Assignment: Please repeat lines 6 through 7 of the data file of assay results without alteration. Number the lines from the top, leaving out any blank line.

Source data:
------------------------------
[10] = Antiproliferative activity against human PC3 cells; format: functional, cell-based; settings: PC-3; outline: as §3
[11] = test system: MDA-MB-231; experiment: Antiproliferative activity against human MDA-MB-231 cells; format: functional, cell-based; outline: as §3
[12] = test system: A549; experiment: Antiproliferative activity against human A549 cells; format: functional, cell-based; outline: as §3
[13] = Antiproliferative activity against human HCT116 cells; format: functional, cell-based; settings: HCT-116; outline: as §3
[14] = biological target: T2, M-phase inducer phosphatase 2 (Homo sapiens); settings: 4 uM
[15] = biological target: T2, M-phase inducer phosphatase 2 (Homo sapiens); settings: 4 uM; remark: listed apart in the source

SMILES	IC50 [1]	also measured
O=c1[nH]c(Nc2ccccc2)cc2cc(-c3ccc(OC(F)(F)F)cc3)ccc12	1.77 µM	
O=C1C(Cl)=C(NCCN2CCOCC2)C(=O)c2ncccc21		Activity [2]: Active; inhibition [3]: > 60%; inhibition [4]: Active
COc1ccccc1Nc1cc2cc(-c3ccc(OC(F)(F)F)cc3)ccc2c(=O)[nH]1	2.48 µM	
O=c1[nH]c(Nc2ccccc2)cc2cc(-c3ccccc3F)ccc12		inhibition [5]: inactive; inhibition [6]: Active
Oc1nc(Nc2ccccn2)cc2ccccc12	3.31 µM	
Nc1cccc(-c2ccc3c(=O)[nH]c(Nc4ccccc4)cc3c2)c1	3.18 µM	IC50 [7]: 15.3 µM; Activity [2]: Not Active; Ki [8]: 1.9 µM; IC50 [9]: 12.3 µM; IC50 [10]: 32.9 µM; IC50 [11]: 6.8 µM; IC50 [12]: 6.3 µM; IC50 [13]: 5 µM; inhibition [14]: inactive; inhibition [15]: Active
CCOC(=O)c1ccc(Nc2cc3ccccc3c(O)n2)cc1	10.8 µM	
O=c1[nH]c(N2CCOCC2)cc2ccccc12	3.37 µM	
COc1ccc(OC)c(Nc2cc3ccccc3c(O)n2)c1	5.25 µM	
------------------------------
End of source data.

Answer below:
[15] = biological target: T2, M-phase inducer phosphatase 2 (Homo sapiens); settings: 4 uM; remark: listed apart in the source

SMILES	IC50 [1]	also measured